Our latest data brief–The “Down-the-Hall” Phenomenon: Preparing the Next Generation of Faculty to Use Innovative Pedagogy–examines how pedagogical knowledge is disseminated to future sociology faculty members. Looking at membership activity data for all 2012 graduate student subscribers to ASA’s online, peer-reviewed, digital Teaching Resources and Innovative Library in Sociology (TRAILS), we find that graduate students are almost twice as likely to subscribe to TRAILS when at least one faculty member from their academic department subscribes—other factors being equal. (Other characteristics–such as having a subscription to the ASA journal Teaching Sociology–have a demonstrated association with subscription to the digital library as well.) Such a finding suggests that sociology faculty play a significant role in generating awareness of teaching and learning activities to students—a process of socialization that has been referred to as the “down-the-hall” phenomenon.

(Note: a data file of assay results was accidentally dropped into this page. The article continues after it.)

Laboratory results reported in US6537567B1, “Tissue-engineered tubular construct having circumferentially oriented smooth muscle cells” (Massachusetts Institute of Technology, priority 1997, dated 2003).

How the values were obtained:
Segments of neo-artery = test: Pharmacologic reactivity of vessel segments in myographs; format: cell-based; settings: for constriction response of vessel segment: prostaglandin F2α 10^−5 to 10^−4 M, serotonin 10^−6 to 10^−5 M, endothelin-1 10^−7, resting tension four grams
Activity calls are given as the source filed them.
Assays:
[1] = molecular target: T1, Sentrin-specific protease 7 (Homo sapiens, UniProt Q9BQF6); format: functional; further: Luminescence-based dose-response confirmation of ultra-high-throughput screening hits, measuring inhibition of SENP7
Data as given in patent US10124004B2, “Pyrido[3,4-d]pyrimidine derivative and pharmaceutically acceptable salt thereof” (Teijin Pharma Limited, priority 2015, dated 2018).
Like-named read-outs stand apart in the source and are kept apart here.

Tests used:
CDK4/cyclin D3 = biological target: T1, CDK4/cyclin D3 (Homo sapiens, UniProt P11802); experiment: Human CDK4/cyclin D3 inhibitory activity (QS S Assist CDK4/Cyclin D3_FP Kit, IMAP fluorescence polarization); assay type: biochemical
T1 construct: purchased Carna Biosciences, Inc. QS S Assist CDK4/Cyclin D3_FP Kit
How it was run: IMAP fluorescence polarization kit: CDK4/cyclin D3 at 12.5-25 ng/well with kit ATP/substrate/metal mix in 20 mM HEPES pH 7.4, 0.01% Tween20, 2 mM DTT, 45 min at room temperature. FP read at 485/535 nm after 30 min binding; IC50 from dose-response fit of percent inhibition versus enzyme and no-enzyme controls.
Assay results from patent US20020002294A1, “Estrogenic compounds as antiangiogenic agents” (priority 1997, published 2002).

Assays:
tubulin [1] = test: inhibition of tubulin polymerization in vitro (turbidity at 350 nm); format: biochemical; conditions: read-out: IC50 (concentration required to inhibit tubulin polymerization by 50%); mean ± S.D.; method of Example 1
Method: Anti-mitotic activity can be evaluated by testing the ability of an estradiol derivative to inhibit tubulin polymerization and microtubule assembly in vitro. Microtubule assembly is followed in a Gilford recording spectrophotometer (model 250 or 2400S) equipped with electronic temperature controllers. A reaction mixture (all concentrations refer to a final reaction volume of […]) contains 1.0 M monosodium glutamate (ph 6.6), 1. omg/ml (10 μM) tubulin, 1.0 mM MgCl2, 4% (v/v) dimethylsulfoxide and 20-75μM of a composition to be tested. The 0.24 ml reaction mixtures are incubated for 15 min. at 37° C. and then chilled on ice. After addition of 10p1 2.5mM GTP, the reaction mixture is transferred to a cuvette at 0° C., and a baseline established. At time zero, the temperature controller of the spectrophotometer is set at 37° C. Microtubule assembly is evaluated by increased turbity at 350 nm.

If you are a current or former graduate student in sociology or a closely related discipline, how have you adopted or learned content and methods for teaching sociology concepts? Do your experiences echo or diverge from our latest research findings? We invite you to discuss this through your comments.